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Re: Call to arms - Fedora Audio Spin

On 02/20/2012 02:00 AM, Fernando Lopez-Lezcano wrote:
On 02/19/2012 07:24 AM, Brendan Jones wrote:

5) we need a community that, in those cases, complains loudly so that
changes that break things are reverted.


Absolutely, I fear that the community here is really small. There is probably a bigger community surrounding CCRMA than there is for Fedora audio in general. We need to encourage people to speak up more, safety in numbers in numbers and all that.

Apart from packaging efforts, the last few weeks for me has been an
information gathering exercise. More on this soon, but briefly, the
current to do list is:
- pulling in all of the must have packages from CCRMA
- determining the package list
- packaging the Fedora Musician's guide
- repackaging/patching rpmfusion packages for Fedora (qtractor and
others if required)
- developing sane RT priorities for the stock kernels (threadirqs)
- consensus on distribution media, default desktop/supported desktops
- default systemd enabled services
- themes and artwork
- resubmit the Spin proposal for F18

I'll be happy to help in any way I can.

We're counting on it - your experience is invaluable.

Minor points when compared to the above list, but here they go anyway.

I believe it would be important to have a way to do the spin so that
users need to do zero configuration after installation to get a working
and tuned system. Most of this is possible but there are a few things
that would come in handy and that I have found no solutions for (yet!):

- a better way to optimize rt priorities of relevant processes (better
than rtirq)[1]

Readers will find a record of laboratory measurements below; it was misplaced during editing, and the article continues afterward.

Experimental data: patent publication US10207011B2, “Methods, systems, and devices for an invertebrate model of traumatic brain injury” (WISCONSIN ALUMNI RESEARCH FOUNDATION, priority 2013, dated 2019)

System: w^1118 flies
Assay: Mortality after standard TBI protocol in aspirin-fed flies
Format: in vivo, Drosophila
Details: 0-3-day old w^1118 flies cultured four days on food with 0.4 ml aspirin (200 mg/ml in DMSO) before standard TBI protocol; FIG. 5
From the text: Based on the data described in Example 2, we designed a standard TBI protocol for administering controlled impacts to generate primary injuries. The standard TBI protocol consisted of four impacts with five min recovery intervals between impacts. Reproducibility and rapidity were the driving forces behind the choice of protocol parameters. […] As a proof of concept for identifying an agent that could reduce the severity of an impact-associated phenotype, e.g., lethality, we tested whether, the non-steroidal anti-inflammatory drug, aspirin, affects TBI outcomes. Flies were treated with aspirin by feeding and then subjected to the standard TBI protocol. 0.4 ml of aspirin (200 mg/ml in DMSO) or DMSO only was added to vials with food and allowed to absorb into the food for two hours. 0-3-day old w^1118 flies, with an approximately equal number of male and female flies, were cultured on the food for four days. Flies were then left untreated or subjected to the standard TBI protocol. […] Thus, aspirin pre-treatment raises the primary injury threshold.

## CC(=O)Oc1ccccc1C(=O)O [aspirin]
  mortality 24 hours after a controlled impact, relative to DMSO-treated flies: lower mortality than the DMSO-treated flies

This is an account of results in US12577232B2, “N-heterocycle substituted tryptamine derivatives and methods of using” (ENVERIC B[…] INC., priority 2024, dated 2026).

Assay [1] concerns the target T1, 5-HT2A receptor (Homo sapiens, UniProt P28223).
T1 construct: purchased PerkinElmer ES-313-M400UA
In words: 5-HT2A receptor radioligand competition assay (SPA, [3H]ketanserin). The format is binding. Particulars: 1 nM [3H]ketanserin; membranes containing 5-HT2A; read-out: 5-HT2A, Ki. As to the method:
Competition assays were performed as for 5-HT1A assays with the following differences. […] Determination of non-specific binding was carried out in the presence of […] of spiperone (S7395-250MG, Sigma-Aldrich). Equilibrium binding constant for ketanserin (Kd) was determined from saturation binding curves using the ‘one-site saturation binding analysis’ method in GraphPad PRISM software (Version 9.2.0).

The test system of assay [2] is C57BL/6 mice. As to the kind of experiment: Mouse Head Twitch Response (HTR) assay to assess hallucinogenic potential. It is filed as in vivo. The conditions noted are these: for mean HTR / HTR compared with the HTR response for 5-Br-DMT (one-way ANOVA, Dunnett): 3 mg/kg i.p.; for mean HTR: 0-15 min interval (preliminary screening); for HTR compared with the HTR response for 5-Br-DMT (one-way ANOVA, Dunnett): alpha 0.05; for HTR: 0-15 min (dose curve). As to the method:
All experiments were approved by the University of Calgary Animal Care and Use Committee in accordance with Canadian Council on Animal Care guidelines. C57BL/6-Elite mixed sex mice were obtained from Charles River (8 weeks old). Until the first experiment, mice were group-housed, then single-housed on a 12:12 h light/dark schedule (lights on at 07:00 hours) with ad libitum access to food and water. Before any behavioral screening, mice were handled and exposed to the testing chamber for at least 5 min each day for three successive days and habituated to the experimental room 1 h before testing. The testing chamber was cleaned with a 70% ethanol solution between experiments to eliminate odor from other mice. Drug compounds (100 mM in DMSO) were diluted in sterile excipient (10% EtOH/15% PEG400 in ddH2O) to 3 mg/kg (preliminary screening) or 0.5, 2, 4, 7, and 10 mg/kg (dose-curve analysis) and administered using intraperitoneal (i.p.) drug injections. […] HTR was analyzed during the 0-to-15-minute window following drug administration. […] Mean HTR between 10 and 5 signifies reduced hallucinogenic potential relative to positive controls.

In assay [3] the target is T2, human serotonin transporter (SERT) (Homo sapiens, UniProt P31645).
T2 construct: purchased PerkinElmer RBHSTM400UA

- a better way to grant SCHED_FIFO/RR scheduling classes to normal users[2]
- a way to have qjackctl/jack point to the "right" card the first time
jack is run[3]
- an easy way to divert PA streams to jack and back to /dev/null

The first two are not easy, I think.
More details below, for the curious.

If rtirq does not give us what we need I could throw some development time at it. I will have to look real close at it anyway - it currently exists only as an initd script, and one of the tasks I need to cover is to encapsulate it as a systemd service. If you were to start from scratch what would you do differently? Are you suggesting some kind of userspace daemon that allocates priorities based on a config file or some such?

I think one thing we definitely need is a simpler user interface to set system parameters relating to linux audio in general. In a perfect world this would also involve some kind of context switching and be able to handle pulseaudio if it is around and the like. Dynamically detecting hardware and the like is always going to be hard - I would really like to see what you've tried already

-- Fernando

[1] rtirq is something that runs at boot time. When using threaded irqs
it reorders the priority of the irq processes so that audio performance
is optimized (ie: simplifying a bit, the irq of the soundcard has the
highest scheduling priority, followed by jack and its clients, followed
by everything else).

That does not work in a world in which soundcards come and go
dynamically. The optimal solution would be to have a udev driven process
that does the tuning dynamically when cards appear and disappear, and
not only at boot time. I tried to do this a while back but there is a
road block I was not able to overcome (something to do with finding the
right irq that corresponds to a sound card).

[2] it would be best to not need to add users to a group so they are
able to use rt scheduling. The Planet CCRMA solution was to let everyone
use rt scheduling and has worked for me well for a very long time. It
has been criticized recently for opening the workstation to potential
denial of service attacks through rogue rt processes (something which
is, I think, no longer even possible but, oh well).

It would be nice to be able to give rt scheduling access to the current
logged in session. Granting that privilege would work for any real user
of the system with no configuration and only for the time they are
logged in. No more security problems, no more extra configuration steps.
"Session" and "seat" experts would be needed (I tried, did not succeed).

[3] pointing to the "right card" is impossible, of course. It depends on
what the user wants. But the defaults that jack and qjackctl use
currently pretty much make sure the wrong choice happens if the user
does nothing. Jack uses the "default" soundcard which, ahem, points to
Pulse Audio if I'm not mistaken. Enough said.

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